Myths about autism and vaccine spacing

Dr. Peter Hotez
Dr. Peter Hotez

The vaccine debate seems to have recently moved in new direction, with many people questioning the timing of vaccines in children. This issue was raised yet again at the recent GOP debate. I feel that it’s important to address this new myth before the safety of our children is once again put at risk.

In a previous piece, I explained why it was not plausible for vaccines to cause autism, based partly on the genetic and epigenetic basis of autism and more recent findings that the anatomical alterations in the brain of children with autism occur by the second trimester of pregnancy, i.e., well before a newborn ever sees a vaccine.

The second issue of vaccine spacing is an interesting one. In my opinion, it’s the latest boogeyman in a long line of made up accusations about vaccines that include (failed) attempts to implicate the MMR vaccine or thimerosal preservative (used in other vaccines) as triggers or causes for autism.

In the former case, the original paper linking MMR to autism was retracted, while the roles of both MMR and thimerosal have been debunked through thorough scientific investigations.

The newest flavor of the month – the need to delay or further space apart childhood vaccines – goes something like this: Children’s immune systems are being overwhelmed because they receive too many vaccines at once. Somehow the overwrought immune system triggers a chain of events culminating in autism.

Among the reasons this theory makes no sense is the fact that the gastrointestinal tract and respiratory tree represent powerful antigen presenting organ systems, such that babies from the moment of birth are exposed daily to dozens if not hundreds of new antigens.  Therefore adding a few extra antigens through vaccination could not possibly overwhelm the immune system.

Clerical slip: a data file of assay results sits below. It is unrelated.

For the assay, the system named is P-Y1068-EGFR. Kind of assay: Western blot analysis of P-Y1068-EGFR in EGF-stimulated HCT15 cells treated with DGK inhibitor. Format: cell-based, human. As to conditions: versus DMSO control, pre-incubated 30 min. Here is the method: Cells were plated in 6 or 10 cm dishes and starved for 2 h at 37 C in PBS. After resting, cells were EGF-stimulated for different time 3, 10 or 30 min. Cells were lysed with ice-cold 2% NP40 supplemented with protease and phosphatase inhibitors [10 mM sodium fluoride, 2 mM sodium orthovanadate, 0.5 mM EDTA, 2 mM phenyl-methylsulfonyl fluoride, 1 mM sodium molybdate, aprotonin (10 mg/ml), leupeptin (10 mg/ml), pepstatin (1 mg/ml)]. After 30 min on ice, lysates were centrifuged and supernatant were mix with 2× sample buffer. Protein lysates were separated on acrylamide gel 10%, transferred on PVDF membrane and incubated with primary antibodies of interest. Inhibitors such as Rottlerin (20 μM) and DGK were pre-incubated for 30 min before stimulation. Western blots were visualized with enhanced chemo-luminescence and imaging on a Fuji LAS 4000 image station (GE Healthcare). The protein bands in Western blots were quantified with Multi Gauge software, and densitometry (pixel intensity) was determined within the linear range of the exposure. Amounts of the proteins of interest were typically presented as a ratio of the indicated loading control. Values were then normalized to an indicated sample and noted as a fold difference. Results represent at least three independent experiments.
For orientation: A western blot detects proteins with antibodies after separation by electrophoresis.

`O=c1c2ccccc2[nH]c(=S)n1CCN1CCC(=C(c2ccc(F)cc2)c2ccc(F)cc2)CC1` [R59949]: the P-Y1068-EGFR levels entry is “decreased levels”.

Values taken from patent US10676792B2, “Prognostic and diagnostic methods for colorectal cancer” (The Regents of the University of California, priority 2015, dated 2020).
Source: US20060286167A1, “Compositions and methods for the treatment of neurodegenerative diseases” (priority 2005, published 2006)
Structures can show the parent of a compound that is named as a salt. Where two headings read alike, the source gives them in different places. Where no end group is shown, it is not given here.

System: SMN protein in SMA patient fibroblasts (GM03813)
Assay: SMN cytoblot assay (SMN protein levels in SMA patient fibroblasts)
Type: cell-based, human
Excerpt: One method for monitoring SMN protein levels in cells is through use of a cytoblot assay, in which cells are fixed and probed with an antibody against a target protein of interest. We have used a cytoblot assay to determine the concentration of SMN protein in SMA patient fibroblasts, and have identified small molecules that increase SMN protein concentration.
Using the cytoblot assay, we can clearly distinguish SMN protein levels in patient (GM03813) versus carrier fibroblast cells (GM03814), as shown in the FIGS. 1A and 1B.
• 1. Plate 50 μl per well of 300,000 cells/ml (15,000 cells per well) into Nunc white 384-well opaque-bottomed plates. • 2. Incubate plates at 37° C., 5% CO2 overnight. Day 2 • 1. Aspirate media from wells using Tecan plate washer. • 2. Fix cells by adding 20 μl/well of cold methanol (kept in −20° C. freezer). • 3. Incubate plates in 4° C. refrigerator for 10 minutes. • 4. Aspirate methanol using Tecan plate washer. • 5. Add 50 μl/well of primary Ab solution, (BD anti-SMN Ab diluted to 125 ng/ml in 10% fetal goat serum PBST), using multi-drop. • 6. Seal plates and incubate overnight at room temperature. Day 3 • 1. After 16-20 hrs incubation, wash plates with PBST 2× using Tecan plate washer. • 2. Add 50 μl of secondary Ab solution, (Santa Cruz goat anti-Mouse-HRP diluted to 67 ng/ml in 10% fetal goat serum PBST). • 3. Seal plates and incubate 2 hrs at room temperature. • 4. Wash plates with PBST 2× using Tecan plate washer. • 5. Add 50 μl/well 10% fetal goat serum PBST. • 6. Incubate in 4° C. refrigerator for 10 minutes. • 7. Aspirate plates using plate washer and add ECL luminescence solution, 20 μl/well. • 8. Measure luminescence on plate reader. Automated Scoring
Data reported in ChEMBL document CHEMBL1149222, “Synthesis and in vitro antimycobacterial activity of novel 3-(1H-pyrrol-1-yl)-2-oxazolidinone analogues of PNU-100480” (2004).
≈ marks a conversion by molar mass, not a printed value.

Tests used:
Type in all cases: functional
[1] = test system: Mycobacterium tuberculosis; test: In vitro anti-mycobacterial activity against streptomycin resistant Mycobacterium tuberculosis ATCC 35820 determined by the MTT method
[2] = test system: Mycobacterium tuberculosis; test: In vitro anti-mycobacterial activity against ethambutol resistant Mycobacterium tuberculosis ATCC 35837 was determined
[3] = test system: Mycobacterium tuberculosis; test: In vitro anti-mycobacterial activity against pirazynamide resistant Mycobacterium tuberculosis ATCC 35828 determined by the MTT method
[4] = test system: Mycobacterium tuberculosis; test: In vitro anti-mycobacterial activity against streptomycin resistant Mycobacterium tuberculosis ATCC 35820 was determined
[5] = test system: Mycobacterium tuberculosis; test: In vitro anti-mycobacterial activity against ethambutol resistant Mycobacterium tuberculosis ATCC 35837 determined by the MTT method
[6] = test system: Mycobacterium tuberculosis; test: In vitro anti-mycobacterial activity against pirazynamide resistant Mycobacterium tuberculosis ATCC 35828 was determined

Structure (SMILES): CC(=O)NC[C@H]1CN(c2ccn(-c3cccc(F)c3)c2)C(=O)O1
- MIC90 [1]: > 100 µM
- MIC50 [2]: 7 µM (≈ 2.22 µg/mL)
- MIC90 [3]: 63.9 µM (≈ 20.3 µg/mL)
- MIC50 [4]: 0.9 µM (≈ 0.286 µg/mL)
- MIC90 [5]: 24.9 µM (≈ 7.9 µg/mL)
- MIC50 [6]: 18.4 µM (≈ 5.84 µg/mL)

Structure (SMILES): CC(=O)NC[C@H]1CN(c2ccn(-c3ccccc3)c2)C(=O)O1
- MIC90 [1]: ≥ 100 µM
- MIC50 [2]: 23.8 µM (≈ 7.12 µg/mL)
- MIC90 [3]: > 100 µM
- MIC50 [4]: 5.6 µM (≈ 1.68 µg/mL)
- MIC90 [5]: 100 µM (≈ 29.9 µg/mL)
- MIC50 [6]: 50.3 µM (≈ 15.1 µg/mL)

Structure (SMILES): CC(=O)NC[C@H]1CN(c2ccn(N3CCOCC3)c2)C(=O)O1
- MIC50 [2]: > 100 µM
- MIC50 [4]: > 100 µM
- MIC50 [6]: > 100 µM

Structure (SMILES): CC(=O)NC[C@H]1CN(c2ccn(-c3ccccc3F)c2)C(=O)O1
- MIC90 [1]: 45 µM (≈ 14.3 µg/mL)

Along similar lines, spacing out vaccines will not make any real difference in the number of new antigens an infant is exposed to on a daily basis, but more importantly it is a dangerous practice.

The current vaccine schedules are based on decades of clinical research studies so there is a big concern that changing this schedule will reduce the likelihood that your baby’s vaccines will induce an effective and protective immune response.

Again it is important to emphasize that the changes in the brain associated with autism are already well underway while the baby is still in utero – still in its mother’s womb. For these reasons vaccines could never trigger autism.

As a father of an adult child with autism, I believe that resurrecting well-disproven links between vaccines and autism only serves as a further distraction that propagates myths and helps ensure that adults and children with special needs will not get the full services they require daily.

We urgently need to move away from fake links between vaccines and autism, and instead focus on providing important early interventions from children on the autistic spectrum while simultaneously better supporting parents and families.

By. Dr. Peter Hotez, dean of the National School of Tropical Medicine at Baylor College of Medicine

3 thoughts on “Myths about autism and vaccine spacing

  • That was misleading. Do kids inhale or ingest vaccines? Those pathways are outside the body. Injecting bypasses the first defense. So it’s not the same as the many other antigens from the environment. It’s probably a better comparison to an open wound.

  • Thank you for posting this very informative article. My only criticism is that you were not emphatic enough about bad Wakefield’s original report was. It was not simply withdrawn but also exposed as a total fraud from start to finish. I teach an ethics course and use that paper to illustrate multiple types of misconduct, not to mention bad science, and to emphasize the potential for wide spread harm that scientific misconduct can cause.There actually isn’t ANYTHING about the study that was done right.There were only 12 subjects, not nearly enough. They were children of an attorney that Wakefield consulted for. He diagnosed their supposed autism himself (should have been double blind), and a retrospective study on them cast doubt on whether any actually were autistic to begin with. Wakefield also had a patent (maybe pending at the time) on an alternative to the MMR vaccine that he stood to make lots of money on if the MMR were to be discredited. It is a truly shameful example of falsification, conflicts of interest, violation of co-authorship ethics, terrible peer review, and bad science all rolled up into one hideous package. There was a concise summary of all of these problems, with references, published by Dr. Steven Novella in The Skeptical Enquirer, May/June 2009, page 5. Almost 20 years after the Wakefield Abomination was published, and nearly a decade after all the co-authors bailed out and the paper was retracted, its toxic wake continues to spread. I truly hope that the recommendation in your final sentence comes to pass sooner rather than later.

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